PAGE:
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Non-Prog CD Reviews

Matt Townsend

The Drifter and the Dream (Part I)

Review by Gary Hill

I like folk music. This EP really fits the bill for me exceptionally well. I'm a big fan of Arlo Guthrie, and all of this except the closing song really makes me think of him. There is a good range here, and a nice variety in terms of lyrical content, too. All in all, this feels like it could have come out in the 70s. That's a good thing.
This review is available in book format (hardcover and paperback) in Music Street Journal: 2017  Volume 1 at
Track by Track Review
The Great American Madness

This is very much a folk protest song. It feels like something that could have been created in the 1960s or 1970s. It's an exceptional tune that makes me think of Arlo Guthrie a lot.

Came Down From the Mountain
This cut starts in the same kind of folk music vein. It works out to more rocking territory, though. This number really rises and grows and soars. I'd actually consider this one to be from the folk prog school of music. I love the violin on the tune. The whole thing is just magic.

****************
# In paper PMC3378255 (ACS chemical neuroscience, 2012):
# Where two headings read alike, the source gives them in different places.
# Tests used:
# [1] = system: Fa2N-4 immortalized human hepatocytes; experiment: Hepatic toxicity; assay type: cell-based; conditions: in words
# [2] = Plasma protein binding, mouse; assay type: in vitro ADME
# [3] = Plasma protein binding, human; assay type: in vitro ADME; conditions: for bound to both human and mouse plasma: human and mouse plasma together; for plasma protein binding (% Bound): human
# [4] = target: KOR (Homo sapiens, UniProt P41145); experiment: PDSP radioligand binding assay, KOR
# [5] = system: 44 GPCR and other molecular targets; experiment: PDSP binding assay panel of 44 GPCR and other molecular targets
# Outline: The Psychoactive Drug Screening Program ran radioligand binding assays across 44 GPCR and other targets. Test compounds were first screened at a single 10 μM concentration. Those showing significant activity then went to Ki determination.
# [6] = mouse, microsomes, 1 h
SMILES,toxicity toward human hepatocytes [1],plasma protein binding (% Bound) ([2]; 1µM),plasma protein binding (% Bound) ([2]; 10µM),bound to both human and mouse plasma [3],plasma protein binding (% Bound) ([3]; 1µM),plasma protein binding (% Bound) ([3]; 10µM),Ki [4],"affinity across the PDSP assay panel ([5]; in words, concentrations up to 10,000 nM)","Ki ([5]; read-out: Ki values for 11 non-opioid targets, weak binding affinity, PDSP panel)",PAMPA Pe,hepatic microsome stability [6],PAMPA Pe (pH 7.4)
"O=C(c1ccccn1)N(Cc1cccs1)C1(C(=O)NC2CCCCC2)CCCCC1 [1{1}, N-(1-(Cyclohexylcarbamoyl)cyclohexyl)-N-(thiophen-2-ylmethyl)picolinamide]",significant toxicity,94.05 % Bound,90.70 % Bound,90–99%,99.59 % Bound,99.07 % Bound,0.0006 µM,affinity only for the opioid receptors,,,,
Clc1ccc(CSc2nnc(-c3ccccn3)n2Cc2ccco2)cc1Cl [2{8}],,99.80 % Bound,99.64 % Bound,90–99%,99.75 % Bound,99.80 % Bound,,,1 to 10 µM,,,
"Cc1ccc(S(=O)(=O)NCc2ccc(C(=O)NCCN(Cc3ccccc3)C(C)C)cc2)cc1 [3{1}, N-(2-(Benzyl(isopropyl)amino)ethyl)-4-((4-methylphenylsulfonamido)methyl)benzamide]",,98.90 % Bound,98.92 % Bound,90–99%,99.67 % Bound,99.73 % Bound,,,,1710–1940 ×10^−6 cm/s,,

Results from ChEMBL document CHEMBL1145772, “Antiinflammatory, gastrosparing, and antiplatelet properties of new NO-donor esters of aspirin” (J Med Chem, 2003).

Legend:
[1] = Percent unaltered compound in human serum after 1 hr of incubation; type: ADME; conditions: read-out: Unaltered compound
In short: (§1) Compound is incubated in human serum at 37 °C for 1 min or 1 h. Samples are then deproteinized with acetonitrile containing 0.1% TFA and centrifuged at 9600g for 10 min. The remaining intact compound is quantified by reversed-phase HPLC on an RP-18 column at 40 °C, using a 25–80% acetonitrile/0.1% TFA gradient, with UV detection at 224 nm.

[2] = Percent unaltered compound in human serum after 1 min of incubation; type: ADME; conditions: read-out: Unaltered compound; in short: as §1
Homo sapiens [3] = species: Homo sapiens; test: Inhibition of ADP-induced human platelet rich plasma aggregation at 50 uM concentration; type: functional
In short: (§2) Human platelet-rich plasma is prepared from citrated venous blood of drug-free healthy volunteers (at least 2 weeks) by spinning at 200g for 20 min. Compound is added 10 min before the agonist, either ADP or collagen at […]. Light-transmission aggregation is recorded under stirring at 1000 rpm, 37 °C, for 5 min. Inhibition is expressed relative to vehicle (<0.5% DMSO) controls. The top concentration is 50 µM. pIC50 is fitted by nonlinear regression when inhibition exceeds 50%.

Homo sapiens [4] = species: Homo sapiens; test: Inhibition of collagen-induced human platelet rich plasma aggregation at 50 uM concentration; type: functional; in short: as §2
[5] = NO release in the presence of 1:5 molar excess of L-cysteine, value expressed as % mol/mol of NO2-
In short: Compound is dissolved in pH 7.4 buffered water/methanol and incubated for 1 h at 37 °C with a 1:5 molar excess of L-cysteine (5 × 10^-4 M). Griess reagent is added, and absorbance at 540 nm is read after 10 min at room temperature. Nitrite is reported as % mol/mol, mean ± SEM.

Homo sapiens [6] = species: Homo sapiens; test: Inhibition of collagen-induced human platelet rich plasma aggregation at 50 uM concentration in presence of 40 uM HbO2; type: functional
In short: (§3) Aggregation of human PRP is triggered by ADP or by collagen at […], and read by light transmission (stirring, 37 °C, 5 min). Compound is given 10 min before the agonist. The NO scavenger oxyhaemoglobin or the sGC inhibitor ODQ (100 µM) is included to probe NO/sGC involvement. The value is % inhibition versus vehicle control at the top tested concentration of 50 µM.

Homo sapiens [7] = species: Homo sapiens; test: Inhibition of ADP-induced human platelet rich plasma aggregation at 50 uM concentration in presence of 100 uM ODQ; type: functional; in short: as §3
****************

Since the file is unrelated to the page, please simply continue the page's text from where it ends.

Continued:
Roaming Twilight
Coming closer to the modern school of roots driven rock music, this is another powerful cut. It's a bit subtler than the last piece. It builds nicely, though. It really becomes quite a poignant piece.
Freedom is Calling Again

Another political protest song, the first part of this calls to mind Bob Dylan very heavily. As it gets more energy and instrumentation, it comes more in line with the rest of the set, calling to mind Arlo Guthrie. This is another extremely powerful piece of music. It's very much a folk rock tune.

Harmonica solos over acoustic guitar as this starts in a Dylan-esque way. This one stays reasonably close to its origins. It's the only cut here that doesn't resolve into something that makes me think of Arlo Guthrie. Instead, it remains very much in Bob Dylan like territory. That's not a bad thing.
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